Ministry – Wax Trax Records – 1981

I’m Falling / Primental

Cold Life

Debut 12″ record by Ministry released  on Wax Trax Records from Chicago. A very different sound to the heavy industrial guitar based sound that Al Jourgensen and Ministry have made popular for the last 20 years. Prepare to be mildly surprised at this debut release by the band.

Text from All Music

Until Nine Inch Nails crossed over to the mainstream, Ministry did more than any other band to popularize industrial dance music, injecting large doses of punky, over-the-top aggression and roaring heavy metal guitar riffs that helped their music find favor with metal and alternative audiences outside of industrial’s cult fan base. That’s not to say Ministry had a commercial or generally accessible sound: they were unremittingly intense, abrasive, pounding, and repetitive, and not always guitar-oriented (samples, synthesizers, and tape effects were a primary focus just as often as guitars and distorted vocals). However, both live and in the studio, they achieved a huge, crushing sound that put most of their contemporaries in aggressive musical genres to shame; plus, founder and frontman Al Jourgensen gave the group a greater aura of style and theater than other industrial bands, who seemed rather faceless when compared with Jourgensen’s leather-clad cowboy/biker look and the edgy shock tactics of such videos as “N.W.O.” and “Just One Fix.” After 1992’s Psalm 69, which represented the peak of their popularity, Ministry’s recorded output dwindled, partially because of myriad side projects and partially due to heroin abuse within the band, but the band continued to resurface through the rest of the decade.

Ministry were formed in 1981 by Alain Jourgensen (born October 8, 1958, Havana, Cuba); he had moved to the U.S. with his mother while very young and lived in a succession of cities, eventually working as a radio DJ and joining a new wave band called Special Affect (fronted by future My Life with the Thrill Kill Kult leader Frankie Nardiello, aka Groovie Mann). Featuring drummer Stephen George, Ministry debuted with the Wax Trax! single “Cold Life,” which — typical of their early output — was more in the synth pop/dance style of new wavers like the Human League or Thompson Twins. The album With Sympathy appeared on the major label Arista in 1983 and followed a similar musical direction, one that Jourgensen was dissatisfied with; he returned to Wax Trax! and recorded several singles while rethinking the band’s style and forming his notorious side project the Revolting Cocks.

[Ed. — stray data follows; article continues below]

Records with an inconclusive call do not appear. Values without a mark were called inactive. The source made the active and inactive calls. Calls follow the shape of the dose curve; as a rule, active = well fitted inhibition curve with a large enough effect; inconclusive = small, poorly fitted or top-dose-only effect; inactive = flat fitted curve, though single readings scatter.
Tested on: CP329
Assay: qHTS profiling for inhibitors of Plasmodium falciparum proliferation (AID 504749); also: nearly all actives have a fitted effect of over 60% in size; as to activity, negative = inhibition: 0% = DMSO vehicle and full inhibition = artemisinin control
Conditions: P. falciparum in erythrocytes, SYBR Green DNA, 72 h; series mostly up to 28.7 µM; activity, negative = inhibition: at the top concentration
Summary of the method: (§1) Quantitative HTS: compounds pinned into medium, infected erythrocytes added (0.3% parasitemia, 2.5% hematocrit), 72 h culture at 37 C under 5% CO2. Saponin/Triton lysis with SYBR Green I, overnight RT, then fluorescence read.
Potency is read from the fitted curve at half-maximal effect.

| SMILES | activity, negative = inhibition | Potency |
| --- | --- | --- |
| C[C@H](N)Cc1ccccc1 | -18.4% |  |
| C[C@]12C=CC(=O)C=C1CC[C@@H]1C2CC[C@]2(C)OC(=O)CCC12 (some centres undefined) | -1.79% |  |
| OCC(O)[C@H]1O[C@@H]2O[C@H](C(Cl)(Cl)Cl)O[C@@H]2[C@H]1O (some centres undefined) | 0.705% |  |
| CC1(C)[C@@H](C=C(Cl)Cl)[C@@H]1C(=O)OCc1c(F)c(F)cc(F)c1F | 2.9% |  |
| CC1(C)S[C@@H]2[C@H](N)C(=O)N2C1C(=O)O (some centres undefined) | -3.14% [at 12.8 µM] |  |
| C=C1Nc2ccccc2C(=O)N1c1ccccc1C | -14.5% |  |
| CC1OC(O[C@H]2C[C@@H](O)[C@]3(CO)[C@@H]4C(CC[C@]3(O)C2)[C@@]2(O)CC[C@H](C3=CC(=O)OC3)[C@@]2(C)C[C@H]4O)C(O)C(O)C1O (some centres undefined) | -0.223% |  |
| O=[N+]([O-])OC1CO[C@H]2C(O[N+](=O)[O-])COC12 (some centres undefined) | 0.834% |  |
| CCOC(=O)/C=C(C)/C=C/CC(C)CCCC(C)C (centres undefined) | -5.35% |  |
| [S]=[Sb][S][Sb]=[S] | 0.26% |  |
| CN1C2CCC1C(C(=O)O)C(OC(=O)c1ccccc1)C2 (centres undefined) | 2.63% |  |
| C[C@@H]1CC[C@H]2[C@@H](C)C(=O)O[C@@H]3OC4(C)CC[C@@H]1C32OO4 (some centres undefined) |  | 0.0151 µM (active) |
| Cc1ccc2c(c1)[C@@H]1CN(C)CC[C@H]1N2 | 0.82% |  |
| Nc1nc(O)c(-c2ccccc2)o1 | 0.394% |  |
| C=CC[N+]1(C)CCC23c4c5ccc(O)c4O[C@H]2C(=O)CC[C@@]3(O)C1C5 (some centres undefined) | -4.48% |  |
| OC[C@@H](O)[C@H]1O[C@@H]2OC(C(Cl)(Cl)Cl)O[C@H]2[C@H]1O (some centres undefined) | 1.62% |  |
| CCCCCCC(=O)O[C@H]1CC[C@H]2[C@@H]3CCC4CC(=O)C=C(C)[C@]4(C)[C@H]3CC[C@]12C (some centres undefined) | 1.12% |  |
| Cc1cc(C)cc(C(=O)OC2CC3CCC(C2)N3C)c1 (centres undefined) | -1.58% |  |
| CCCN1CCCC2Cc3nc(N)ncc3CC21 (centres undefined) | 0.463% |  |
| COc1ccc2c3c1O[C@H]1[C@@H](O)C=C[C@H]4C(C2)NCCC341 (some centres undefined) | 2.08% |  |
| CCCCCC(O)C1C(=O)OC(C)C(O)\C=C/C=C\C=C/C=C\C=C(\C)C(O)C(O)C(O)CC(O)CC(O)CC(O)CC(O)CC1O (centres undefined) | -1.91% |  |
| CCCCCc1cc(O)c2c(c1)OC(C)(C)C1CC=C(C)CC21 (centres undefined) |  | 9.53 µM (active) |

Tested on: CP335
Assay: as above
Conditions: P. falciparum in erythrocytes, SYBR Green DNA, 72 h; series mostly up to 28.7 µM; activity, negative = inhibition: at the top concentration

In 1985, with Jourgensen the only official member of Ministry, the Adrian Sherwood-produced Twitch was released by Sire Records; while not as aggressive as the group’s later, more popular material, it found Jourgensen taking definite steps in that direction. Following a 1987 single with Skinny Puppy’s Kevin Ogilvie (aka Nivek Ogre) as PTP, Jourgensen once again revamped Ministry, with former Blackouts bassist Paul Barker officially joining the lineup to complement Jourgensen’s rediscovery of the guitar; fellow ex-Blackouts William Rieflin (drums) and Mike Scaccia (guitar), as well as vocalist Chris Connelly, were heavily showcased as collaborators for the first of several times on 1988’s The Land of Rape and Honey. With Jourgensen and Barker credited as Hypo Luxa and Hermes Pan, respectively, this album proved to be Ministry’s stylistic breakthrough, a taut, explosive fusion of heavy metal, industrial dance beats and samples, and punk aggression. Released in 1989, The Mind Is a Terrible Thing to Taste built on its predecessor’s artistic success, and In Case You Didn’t Feel Like Showing Up was recorded on its supporting tour, introducing other frequent Ministry contributors like drummer Martin Atkins (later of Pigface) and guitarist William Tucker (as well as featuring a guest shot from Jello Biafra). Jourgensen next embarked on a flurry of side projects, including the aforementioned Revolting Cocks (with Barker, Barker’s brother Roland, Front 242 members Luc Van Acker and Richard 23, and many more), 1000 Homo DJs (with Biafra, Rieflin, and Trent Reznor), Acid Horse, Pailhead (with Ian MacKaye), and Lard (again with Biafra, Paul Barker, Rieflin, and drummer Jeff Ward).